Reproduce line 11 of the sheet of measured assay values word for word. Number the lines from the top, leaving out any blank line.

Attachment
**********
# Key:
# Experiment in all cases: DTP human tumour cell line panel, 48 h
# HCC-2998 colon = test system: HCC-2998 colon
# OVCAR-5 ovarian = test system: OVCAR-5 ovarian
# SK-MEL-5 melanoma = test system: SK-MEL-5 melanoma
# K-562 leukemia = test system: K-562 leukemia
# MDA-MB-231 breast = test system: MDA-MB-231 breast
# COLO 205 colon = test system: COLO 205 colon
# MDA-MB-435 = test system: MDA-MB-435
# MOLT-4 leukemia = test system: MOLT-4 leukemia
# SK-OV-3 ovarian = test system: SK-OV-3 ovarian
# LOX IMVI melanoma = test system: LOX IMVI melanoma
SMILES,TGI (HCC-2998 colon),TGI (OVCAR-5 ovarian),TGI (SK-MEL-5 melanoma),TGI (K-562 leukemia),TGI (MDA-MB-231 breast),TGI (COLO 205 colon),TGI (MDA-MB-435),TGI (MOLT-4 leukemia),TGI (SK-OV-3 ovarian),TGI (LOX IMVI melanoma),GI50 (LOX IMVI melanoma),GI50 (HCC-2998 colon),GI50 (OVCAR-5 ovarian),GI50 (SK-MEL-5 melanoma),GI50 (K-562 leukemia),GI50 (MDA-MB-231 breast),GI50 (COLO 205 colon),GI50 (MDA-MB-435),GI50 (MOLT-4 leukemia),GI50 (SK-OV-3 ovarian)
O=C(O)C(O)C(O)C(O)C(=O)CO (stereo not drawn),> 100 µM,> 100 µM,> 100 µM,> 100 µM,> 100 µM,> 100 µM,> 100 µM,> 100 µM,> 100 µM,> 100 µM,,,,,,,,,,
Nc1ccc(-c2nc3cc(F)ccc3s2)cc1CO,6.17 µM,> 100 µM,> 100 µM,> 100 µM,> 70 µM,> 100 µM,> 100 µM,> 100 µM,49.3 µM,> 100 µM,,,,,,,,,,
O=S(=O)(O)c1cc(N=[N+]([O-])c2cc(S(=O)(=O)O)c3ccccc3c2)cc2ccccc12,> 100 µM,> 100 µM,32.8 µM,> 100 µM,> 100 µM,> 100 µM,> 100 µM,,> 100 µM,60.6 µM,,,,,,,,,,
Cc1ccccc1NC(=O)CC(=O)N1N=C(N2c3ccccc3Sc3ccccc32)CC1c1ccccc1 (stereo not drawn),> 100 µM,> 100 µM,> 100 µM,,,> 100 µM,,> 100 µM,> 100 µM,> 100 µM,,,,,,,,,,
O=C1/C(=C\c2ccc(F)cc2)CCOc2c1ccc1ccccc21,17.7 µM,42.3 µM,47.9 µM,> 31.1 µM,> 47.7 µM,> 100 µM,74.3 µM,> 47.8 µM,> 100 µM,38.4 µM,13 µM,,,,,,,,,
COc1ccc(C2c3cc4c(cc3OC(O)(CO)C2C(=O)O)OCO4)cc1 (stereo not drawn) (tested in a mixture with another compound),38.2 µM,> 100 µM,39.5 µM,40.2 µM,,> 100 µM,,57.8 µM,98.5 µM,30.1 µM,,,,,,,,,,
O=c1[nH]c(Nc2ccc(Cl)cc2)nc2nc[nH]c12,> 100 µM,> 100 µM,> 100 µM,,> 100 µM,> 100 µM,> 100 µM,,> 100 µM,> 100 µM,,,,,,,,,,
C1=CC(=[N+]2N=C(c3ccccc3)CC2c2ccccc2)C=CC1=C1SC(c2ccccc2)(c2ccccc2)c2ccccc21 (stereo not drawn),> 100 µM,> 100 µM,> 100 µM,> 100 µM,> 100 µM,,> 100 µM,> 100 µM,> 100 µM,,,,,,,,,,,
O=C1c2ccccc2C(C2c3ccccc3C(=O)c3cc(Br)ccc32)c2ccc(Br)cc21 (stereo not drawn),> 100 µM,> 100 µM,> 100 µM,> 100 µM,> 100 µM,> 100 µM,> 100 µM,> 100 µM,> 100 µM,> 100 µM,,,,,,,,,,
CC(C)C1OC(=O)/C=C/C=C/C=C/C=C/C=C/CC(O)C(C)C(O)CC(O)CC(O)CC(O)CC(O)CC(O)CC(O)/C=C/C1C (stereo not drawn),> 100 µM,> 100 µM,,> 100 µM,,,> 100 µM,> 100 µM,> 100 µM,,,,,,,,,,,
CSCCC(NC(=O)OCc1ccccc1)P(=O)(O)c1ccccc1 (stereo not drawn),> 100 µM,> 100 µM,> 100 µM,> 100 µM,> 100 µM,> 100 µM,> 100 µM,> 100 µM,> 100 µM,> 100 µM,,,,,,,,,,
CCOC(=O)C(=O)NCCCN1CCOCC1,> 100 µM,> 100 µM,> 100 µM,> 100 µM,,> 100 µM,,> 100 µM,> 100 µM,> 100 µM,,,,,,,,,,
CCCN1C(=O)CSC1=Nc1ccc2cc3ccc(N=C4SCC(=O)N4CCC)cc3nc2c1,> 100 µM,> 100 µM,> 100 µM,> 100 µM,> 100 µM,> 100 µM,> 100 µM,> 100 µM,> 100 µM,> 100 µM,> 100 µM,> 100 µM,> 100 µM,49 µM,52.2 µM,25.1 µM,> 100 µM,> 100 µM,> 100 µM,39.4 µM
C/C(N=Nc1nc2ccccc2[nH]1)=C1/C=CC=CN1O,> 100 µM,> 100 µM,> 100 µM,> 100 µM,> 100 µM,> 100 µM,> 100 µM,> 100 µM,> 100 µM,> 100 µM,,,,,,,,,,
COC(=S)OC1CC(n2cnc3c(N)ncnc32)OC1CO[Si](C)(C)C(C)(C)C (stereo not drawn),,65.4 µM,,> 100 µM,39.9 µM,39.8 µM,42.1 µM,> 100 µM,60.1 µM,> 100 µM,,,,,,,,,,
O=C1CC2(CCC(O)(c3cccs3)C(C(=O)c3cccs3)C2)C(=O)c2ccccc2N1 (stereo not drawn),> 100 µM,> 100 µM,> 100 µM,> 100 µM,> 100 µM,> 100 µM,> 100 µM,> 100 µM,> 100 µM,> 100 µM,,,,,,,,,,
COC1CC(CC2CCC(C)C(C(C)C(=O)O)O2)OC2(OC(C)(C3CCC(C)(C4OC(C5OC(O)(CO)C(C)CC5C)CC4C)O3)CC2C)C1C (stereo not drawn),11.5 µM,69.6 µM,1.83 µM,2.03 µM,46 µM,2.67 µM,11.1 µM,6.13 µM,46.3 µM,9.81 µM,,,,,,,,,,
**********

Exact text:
# SK-OV-3 ovarian = test system: SK-OV-3 ovarian